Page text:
“I am convinced that there are universal currents of Divine Thought vibrating the ether everywhere and that any who can feel these vibrations is inspired,” writes Richard Wagner. Are the vibrations stronger when my mind is sick? Sometimes I think so. I need people to remind me of how it is when I am at my worst. I am convinced the government has my name and needs something from me. The something has never been clear to me. I am convinced there is a dial attached to my brain that can be turned to various frequencies. Bugs are crawling underneath my skin and rats are covering the floors–I do kind of like the rats. And on and on it goes.
I am removed from the world of a psychiatric unit. A Japanese fighter fish jumps from one bowl of water to the next. There is a plastic castle in one bowl and a pile of rocks in the other. Today, I am with the rocks. I drain the bowl, put the fish back with the castle and allow decorative weeds to sprout from the crevices of rock. Weeds can be beautiful. I pull them from the rock and flatten them on paper with a roller. I sign my name to them knowing I am the weed, flattening myself to the wall of a common reality where love prospers and cookies can be baked. Add milk. Delight in the curved edge of the kitchen chair. Taste the sun bouncing off the table and later, allow the moon to reflect off my glasses. The glasses, not the same pair I wear when visiting the psychiatric unit.
I turned 50 last week on the 27th. Amazing. I didn’t expect to live past 18. I’m happy to be fifty and look forward to the coming decade. Work spoiled me, cake and card. My friends spoiled me with a potluck. I picked up the cake. It weighed at least 8 pounds. Huge. Below is an excerpt from my second book..title unknown, yet to be published, yet to be finished.
Dear Behavioral Health Patient, Be glad you missed the heart attack. It can be worse–you could be blind. I understand you stumble around the unit, shamelessly in your gown. I’m glad you are giving the medication a chance, although the side effects are real. A rat flattened itself, lost its bones, squeezed through the door jamb. It was quite the odd thing, but then you looked away and the rat went missing.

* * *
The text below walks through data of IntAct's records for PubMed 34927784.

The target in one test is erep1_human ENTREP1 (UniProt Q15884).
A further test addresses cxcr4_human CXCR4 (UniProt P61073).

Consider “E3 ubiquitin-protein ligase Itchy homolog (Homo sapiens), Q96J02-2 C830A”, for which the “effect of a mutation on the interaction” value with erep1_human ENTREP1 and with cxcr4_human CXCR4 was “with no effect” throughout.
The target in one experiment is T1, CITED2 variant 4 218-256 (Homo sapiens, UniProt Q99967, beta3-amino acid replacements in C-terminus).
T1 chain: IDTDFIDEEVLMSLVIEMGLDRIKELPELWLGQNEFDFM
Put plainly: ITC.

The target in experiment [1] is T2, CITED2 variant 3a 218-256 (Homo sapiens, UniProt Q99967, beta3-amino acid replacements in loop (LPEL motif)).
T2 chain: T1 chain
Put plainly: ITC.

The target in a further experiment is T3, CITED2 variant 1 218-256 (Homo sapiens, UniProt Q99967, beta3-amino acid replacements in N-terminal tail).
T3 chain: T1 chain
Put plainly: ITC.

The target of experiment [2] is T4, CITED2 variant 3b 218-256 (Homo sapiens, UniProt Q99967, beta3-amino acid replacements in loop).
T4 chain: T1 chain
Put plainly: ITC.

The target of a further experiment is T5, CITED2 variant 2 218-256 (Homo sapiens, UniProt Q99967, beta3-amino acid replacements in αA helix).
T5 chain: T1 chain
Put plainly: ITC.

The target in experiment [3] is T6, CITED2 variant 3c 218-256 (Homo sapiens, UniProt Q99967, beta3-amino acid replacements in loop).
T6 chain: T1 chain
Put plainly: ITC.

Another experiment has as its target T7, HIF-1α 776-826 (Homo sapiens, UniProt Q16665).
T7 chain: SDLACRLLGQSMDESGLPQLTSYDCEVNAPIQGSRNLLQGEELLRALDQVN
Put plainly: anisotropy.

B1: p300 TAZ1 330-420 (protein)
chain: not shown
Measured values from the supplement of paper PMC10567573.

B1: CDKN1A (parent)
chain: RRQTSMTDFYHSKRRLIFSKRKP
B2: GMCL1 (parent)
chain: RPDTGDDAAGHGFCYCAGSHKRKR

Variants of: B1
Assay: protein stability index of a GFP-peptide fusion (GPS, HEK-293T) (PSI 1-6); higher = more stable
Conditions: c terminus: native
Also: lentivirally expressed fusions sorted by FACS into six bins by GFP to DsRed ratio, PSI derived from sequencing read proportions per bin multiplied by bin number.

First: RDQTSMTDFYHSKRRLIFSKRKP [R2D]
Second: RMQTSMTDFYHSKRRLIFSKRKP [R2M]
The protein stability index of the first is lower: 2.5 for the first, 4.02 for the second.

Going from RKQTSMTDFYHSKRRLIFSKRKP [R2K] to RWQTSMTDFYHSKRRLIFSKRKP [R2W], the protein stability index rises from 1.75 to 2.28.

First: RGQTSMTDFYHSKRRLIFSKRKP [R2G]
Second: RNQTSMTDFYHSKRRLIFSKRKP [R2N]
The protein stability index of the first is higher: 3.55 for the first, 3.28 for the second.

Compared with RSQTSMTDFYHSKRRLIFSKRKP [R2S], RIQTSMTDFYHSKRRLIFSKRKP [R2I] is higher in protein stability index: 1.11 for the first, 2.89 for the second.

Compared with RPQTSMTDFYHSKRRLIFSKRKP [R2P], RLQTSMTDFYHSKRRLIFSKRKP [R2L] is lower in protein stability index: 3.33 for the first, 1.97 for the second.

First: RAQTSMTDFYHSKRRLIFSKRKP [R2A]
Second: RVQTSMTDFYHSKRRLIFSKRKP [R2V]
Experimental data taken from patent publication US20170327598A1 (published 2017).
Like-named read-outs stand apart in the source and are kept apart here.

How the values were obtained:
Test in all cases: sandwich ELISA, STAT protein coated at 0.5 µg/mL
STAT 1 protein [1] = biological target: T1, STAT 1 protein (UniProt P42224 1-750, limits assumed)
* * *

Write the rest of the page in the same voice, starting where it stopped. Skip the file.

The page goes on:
Thank you for your readership.
It is good to feel alive, and good to feel well. I am glad Guy is not around when I wake up. I’m grouchy before my first two cups of coffee.
excerpt from Mind Without a Home
I want what lies beneath my madness. It is warm there. Thick there. Strong there. It is a place where Guy can rest his weary head on my shoulder, nestling into my long curls. I want the time I touch Guy to always be electric and new. This can be as long as my heart pumps blood to my mind, reminding me that madness is just a temporary thing. Whipped cream on coffee can be skimmed off, leaving coffee full and warm. Guy visits me where the birds dance hearts in the air above. Love and happiness lace my bones like liquor soaking cake.
I’m entering a couple of excerpts from my book. If you want more excerpts please let me know, or less, let me know that too. Yes or no, it’s all good.
It’s the nature of night to be dark, but then the moon gets thrown in to pull at our bellies, to pull us right out of our pants before we become lost like a black ant in the bottom of a black bowl.
As for mental illness, I struggled. The plague had yet to catch me completely. I thought of it as a Stephen King novel. I knew it was there, I knew something was happening, but in the first 150 pages of a 500 page book, it had yet to reveal itself. I still had time before my heart was cut out and my mind completely poisoned.
Today, I will go to the movies; something I couldn’t do when my mind was wrapped in sickness. It feels lovely. And I will of course be accompanied by the love of my life, Guy. We have been together for eleven years. Amazing. Thank all of you for being out there.
Today is June 8th. I am alive and well.